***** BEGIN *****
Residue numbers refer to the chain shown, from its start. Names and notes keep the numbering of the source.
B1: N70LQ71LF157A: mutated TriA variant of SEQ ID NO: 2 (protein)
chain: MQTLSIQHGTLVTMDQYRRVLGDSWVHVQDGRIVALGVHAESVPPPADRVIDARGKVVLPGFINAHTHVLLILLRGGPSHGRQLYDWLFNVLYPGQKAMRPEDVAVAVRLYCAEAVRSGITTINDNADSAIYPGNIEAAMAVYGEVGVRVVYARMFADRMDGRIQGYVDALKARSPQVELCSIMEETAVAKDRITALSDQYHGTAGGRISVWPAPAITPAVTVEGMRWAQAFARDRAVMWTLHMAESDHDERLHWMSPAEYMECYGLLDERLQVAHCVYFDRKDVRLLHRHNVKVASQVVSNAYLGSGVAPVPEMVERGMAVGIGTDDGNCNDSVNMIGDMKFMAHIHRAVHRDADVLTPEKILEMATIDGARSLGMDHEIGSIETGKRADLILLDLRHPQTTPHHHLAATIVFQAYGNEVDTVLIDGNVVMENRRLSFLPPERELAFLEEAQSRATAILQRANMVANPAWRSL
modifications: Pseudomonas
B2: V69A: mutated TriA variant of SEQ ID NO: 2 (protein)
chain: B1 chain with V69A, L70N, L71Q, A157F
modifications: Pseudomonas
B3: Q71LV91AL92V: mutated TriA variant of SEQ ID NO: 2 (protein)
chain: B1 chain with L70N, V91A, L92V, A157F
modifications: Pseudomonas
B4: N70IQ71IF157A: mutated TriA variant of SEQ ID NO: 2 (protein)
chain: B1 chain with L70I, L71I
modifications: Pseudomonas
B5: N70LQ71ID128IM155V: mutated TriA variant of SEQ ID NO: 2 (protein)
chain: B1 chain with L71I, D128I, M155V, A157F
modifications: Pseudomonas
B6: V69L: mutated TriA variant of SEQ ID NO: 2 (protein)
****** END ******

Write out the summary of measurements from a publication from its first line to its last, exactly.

Residue numbers refer to the chain shown, from its start. Names and notes keep the numbering of the source.
B1: N70LQ71LF157A: mutated TriA variant of SEQ ID NO: 2 (protein)
chain: MQTLSIQHGTLVTMDQYRRVLGDSWVHVQDGRIVALGVHAESVPPPADRVIDARGKVVLPGFINAHTHVLLILLRGGPSHGRQLYDWLFNVLYPGQKAMRPEDVAVAVRLYCAEAVRSGITTINDNADSAIYPGNIEAAMAVYGEVGVRVVYARMFADRMDGRIQGYVDALKARSPQVELCSIMEETAVAKDRITALSDQYHGTAGGRISVWPAPAITPAVTVEGMRWAQAFARDRAVMWTLHMAESDHDERLHWMSPAEYMECYGLLDERLQVAHCVYFDRKDVRLLHRHNVKVASQVVSNAYLGSGVAPVPEMVERGMAVGIGTDDGNCNDSVNMIGDMKFMAHIHRAVHRDADVLTPEKILEMATIDGARSLGMDHEIGSIETGKRADLILLDLRHPQTTPHHHLAATIVFQAYGNEVDTVLIDGNVVMENRRLSFLPPERELAFLEEAQSRATAILQRANMVANPAWRSL
modifications: Pseudomonas
B2: V69A: mutated TriA variant of SEQ ID NO: 2 (protein)
chain: B1 chain with V69A, L70N, L71Q, A157F
modifications: Pseudomonas
B3: Q71LV91AL92V: mutated TriA variant of SEQ ID NO: 2 (protein)
chain: B1 chain with L70N, V91A, L92V, A157F
modifications: Pseudomonas
B4: N70IQ71IF157A: mutated TriA variant of SEQ ID NO: 2 (protein)
chain: B1 chain with L70I, L71I
modifications: Pseudomonas
B5: N70LQ71ID128IM155V: mutated TriA variant of SEQ ID NO: 2 (protein)
chain: B1 chain with L71I, D128I, M155V, A157F
modifications: Pseudomonas
B6: V69L: mutated TriA variant of SEQ ID NO: 2 (protein)